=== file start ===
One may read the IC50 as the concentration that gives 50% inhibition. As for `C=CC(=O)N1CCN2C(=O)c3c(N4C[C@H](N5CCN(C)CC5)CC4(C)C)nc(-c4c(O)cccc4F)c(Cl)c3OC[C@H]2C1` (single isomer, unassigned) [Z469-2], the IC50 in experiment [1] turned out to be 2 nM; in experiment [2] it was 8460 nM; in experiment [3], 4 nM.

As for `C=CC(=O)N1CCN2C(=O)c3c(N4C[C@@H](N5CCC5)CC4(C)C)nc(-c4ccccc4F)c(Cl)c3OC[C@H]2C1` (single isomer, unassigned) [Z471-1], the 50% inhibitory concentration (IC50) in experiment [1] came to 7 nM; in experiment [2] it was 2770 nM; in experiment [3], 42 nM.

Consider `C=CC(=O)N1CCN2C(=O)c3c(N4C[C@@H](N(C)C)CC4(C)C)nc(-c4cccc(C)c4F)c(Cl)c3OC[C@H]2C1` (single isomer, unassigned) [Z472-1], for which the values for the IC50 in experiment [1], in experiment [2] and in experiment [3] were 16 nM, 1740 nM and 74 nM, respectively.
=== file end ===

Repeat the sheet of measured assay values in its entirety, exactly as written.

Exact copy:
One may read the IC50 as the concentration that gives 50% inhibition. As for `C=CC(=O)N1CCN2C(=O)c3c(N4C[C@H](N5CCN(C)CC5)CC4(C)C)nc(-c4c(O)cccc4F)c(Cl)c3OC[C@H]2C1` (single isomer, unassigned) [Z469-2], the IC50 in experiment [1] turned out to be 2 nM; in experiment [2] it was 8460 nM; in experiment [3], 4 nM.

As for `C=CC(=O)N1CCN2C(=O)c3c(N4C[C@@H](N5CCC5)CC4(C)C)nc(-c4ccccc4F)c(Cl)c3OC[C@H]2C1` (single isomer, unassigned) [Z471-1], the 50% inhibitory concentration (IC50) in experiment [1] came to 7 nM; in experiment [2] it was 2770 nM; in experiment [3], 42 nM.

Consider `C=CC(=O)N1CCN2C(=O)c3c(N4C[C@@H](N(C)C)CC4(C)C)nc(-c4cccc(C)c4F)c(Cl)c3OC[C@H]2C1` (single isomer, unassigned) [Z472-1], for which the values for the IC50 in experiment [1], in experiment [2] and in experiment [3] were 16 nM, 1740 nM and 74 nM, respectively.